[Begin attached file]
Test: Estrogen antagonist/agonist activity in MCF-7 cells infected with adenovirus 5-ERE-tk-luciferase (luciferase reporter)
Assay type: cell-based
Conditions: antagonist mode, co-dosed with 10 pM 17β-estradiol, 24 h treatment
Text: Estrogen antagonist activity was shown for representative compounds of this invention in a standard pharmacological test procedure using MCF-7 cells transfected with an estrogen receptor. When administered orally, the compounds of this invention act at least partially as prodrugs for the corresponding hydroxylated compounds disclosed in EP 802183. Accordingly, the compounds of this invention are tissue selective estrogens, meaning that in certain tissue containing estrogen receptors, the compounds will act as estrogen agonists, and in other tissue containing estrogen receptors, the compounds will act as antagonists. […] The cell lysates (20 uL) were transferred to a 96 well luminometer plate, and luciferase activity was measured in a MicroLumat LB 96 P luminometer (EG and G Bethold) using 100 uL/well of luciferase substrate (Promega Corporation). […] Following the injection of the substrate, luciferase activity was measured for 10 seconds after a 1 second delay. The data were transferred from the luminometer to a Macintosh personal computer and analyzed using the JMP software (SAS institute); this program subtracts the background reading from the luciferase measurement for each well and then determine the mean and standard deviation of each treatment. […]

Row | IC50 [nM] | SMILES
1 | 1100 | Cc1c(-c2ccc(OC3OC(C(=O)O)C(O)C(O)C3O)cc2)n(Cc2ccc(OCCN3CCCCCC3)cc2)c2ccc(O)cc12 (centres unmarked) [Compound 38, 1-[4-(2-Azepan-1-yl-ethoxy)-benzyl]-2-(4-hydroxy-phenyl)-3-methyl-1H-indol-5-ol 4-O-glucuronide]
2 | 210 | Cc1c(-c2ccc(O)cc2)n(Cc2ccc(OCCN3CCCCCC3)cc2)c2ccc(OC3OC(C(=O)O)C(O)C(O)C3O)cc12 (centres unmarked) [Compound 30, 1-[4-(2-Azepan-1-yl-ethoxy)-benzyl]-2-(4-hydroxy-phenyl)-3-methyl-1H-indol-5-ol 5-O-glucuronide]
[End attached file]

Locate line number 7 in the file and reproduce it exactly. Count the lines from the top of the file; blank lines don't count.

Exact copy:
2 | 210 | Cc1c(-c2ccc(O)cc2)n(Cc2ccc(OCCN3CCCCCC3)cc2)c2ccc(OC3OC(C(=O)O)C(O)C(O)C3O)cc12 (centres unmarked) [Compound 30, 1-[4-(2-Azepan-1-yl-ethoxy)-benzyl]-2-(4-hydroxy-phenyl)-3-methyl-1H-indol-5-ol 5-O-glucuronide]